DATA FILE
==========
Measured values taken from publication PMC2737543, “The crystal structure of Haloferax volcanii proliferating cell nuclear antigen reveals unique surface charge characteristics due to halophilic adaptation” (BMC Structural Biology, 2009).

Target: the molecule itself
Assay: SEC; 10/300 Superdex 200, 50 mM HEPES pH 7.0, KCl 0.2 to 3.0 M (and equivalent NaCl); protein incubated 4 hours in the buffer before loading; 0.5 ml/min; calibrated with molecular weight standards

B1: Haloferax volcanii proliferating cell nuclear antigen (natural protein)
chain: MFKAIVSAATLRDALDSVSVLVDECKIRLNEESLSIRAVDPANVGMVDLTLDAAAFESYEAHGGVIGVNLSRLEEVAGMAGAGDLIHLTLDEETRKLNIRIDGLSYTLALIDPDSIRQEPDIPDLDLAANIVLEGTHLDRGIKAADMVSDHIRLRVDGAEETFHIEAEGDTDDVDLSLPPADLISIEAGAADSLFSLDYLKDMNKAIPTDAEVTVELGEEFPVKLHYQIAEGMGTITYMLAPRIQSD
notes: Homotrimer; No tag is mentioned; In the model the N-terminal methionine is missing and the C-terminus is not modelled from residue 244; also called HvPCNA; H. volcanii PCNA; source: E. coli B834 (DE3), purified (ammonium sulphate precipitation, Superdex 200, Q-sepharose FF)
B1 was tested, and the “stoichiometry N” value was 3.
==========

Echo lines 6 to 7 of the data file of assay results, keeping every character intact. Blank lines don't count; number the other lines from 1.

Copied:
notes: Homotrimer; No tag is mentioned; In the model the N-terminal methionine is missing and the C-terminus is not modelled from residue 244; also called HvPCNA; H. volcanii PCNA; source: E. coli B834 (DE3), purified (ammonium sulphate precipitation, Superdex 200, Q-sepharose FF)
B1 was tested, and the “stoichiometry N” value was 3.